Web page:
My alarm goes off at 6:30 AM this morning. I hop in the shower, get dressed, say my morning prayers, and head off to church for the Royal Hours for Nativity. Since I am a tonsured reader, I help read some of the psalms, Old Testament, and Epistle readings for the service and also intone some of the hymns and prayers here and there. The Royal Hours is, objectively speaking, an astonishingly beautiful service, speaking of the immense power and humility of God to become incarnate as a baby boy in order to redeem humanity. And I felt none of that beauty.
You see, I have a disease called major depressive disorder. The main symptom of this disease is the inability to feel pleasure and meaning in things that used to feel pleasurable and meaningful. And so even though I am active in the Church and OCF, try to say my prayers every day, and try to pay attention during the services, I hardly ever feel anything positive during them. On the contrary, I spend a lot of my time in prayer internally wondering whether God is listening or not, questioning why He would give me such a screwed-up brain if He supposedly loves me so much.
And yet, the Church proclaims that God is good. The Church tells me that Christ came to earth and suffered in the flesh, being crucified and resurrected in order to destroy death and raise the dead from the tombs. And I really do believe these things with all my heart, even when my brain is telling me otherwise.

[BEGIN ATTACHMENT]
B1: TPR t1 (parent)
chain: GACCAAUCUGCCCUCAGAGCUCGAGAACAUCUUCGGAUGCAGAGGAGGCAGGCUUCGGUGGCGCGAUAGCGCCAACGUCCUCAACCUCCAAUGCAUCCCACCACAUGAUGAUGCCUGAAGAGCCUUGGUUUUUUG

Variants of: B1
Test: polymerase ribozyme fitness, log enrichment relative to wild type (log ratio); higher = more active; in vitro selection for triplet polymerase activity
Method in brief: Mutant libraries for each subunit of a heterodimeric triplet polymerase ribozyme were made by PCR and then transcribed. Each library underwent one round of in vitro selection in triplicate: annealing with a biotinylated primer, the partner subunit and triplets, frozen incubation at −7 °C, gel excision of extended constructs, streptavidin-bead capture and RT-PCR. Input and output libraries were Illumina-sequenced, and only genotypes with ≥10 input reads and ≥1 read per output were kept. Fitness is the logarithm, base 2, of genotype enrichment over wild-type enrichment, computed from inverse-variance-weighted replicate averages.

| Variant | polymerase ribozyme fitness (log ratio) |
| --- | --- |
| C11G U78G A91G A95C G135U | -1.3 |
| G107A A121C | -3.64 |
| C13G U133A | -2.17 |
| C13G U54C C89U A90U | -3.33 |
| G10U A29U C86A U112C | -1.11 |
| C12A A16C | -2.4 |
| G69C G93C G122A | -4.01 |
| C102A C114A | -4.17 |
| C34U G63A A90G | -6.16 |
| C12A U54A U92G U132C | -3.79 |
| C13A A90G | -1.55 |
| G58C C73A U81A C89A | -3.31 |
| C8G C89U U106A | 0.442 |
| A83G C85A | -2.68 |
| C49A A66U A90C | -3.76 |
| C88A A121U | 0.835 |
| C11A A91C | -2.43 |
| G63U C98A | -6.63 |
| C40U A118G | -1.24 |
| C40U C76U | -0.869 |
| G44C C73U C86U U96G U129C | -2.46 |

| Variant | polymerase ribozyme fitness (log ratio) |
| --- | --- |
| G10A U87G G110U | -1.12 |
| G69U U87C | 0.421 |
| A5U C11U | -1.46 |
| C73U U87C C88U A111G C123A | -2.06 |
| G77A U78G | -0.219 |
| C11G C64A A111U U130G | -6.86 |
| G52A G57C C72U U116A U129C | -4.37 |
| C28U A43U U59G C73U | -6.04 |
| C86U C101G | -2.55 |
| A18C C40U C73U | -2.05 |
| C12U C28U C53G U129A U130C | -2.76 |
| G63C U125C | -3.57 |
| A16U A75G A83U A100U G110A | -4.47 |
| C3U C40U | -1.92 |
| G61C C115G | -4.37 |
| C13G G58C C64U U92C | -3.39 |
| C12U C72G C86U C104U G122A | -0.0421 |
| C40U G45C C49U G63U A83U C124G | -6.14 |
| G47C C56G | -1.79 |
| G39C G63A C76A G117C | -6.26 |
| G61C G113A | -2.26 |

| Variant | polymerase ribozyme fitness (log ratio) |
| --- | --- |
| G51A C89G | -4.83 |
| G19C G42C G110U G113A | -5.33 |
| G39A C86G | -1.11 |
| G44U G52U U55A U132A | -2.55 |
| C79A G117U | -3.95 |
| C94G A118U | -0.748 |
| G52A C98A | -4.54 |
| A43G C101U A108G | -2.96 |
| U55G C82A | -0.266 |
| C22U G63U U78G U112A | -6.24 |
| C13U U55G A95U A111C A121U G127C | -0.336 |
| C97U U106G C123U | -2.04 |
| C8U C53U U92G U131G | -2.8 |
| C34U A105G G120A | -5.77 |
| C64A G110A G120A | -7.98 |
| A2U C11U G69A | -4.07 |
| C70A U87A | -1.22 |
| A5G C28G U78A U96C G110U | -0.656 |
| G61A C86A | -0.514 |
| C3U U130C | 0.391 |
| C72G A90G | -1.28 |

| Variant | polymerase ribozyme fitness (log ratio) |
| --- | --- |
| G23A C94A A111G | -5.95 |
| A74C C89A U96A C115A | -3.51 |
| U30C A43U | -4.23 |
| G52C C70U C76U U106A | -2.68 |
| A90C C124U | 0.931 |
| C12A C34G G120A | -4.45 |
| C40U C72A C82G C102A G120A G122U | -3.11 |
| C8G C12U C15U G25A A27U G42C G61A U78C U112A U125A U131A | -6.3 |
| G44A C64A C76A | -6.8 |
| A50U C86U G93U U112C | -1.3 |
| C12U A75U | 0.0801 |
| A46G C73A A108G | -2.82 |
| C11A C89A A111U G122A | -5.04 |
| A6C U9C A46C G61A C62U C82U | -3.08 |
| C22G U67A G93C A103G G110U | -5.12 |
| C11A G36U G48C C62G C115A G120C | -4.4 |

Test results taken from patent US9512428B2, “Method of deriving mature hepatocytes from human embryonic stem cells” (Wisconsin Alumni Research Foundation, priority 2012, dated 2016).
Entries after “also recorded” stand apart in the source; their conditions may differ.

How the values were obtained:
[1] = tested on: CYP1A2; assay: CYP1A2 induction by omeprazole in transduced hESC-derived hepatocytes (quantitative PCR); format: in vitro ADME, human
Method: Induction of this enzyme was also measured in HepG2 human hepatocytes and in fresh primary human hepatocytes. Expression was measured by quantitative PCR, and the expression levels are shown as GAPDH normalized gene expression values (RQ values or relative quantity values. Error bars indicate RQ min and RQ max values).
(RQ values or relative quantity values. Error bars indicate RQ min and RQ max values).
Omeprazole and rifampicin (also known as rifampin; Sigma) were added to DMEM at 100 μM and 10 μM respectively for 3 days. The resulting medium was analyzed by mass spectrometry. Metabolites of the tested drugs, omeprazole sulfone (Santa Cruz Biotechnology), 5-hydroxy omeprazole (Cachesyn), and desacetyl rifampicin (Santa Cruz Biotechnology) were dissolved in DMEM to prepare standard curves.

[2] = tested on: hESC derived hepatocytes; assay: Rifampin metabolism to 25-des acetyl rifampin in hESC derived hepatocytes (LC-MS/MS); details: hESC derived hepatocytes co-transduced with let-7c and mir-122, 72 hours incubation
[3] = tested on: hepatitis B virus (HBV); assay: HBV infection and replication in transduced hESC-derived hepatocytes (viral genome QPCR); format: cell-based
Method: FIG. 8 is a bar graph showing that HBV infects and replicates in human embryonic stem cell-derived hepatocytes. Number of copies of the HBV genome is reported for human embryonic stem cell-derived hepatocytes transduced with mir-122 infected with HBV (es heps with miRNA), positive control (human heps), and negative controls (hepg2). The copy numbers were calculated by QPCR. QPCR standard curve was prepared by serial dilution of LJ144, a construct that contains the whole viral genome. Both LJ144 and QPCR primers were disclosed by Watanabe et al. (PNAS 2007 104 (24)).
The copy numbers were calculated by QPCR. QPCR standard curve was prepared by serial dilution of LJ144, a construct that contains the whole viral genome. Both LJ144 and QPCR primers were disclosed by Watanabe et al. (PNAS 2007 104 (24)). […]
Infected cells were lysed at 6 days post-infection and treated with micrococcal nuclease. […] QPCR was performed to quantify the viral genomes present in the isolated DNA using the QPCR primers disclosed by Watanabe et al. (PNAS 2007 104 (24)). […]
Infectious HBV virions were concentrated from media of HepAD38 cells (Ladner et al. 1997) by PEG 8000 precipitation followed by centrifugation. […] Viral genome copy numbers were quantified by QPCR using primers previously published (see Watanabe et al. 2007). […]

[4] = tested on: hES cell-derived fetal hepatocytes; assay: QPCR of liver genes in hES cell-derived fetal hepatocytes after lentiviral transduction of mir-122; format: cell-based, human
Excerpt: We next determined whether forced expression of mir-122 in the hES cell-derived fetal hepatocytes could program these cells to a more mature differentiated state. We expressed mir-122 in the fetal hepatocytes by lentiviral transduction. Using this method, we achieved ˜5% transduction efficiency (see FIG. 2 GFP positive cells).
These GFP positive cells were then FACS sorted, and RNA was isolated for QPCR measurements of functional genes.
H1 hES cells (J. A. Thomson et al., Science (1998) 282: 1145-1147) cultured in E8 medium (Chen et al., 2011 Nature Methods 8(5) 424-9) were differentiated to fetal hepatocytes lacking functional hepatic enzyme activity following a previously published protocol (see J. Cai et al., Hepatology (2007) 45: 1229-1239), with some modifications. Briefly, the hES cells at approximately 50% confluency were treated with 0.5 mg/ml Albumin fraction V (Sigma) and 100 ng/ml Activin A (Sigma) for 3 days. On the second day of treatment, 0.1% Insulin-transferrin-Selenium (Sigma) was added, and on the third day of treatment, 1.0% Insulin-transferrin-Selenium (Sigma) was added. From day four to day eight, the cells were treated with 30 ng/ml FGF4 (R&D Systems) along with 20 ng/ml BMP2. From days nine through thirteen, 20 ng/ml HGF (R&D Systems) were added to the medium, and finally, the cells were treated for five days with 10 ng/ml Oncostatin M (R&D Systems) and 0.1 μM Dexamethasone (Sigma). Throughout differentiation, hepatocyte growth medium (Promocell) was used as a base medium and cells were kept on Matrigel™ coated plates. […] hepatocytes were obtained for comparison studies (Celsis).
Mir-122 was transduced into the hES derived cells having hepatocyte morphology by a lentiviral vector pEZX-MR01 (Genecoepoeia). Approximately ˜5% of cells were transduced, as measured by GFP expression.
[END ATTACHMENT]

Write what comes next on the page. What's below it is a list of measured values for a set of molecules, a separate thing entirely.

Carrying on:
I pray because I believe Christ rose from the dead. “I believed, therefore I have spoken” proclaimed King David in the psalms, and so I, too, speak in prayer because I believe (Psalm 115:10). This is why the services of the Church are so important to me: they call me to pray even when I don’t feel like it, even when my brain is giving me every reason not to. I need the constant call of the Church to “again and again in peace pray to the Lord.” I need the reminders that God loves me, even when my brain is incapable of seeing it.
God loves you, too. He loves each one of us more than we know how to love. And it is this love, given to me through the Church’s discipline of liturgical prayer, that encourages me to pray, even when I can’t feel that love around me.
This discipline, I believe, has saved my life on more than one occasion from the dark and self-destructive thoughts that often haunt those of us with depression. I hope that the same love of God also encourages you to pray, regardless of whether you feel that love or not.
This post was written by an anonymous OCF student. If you would like to contribute to the OCF blog, email: firstname.lastname@example.org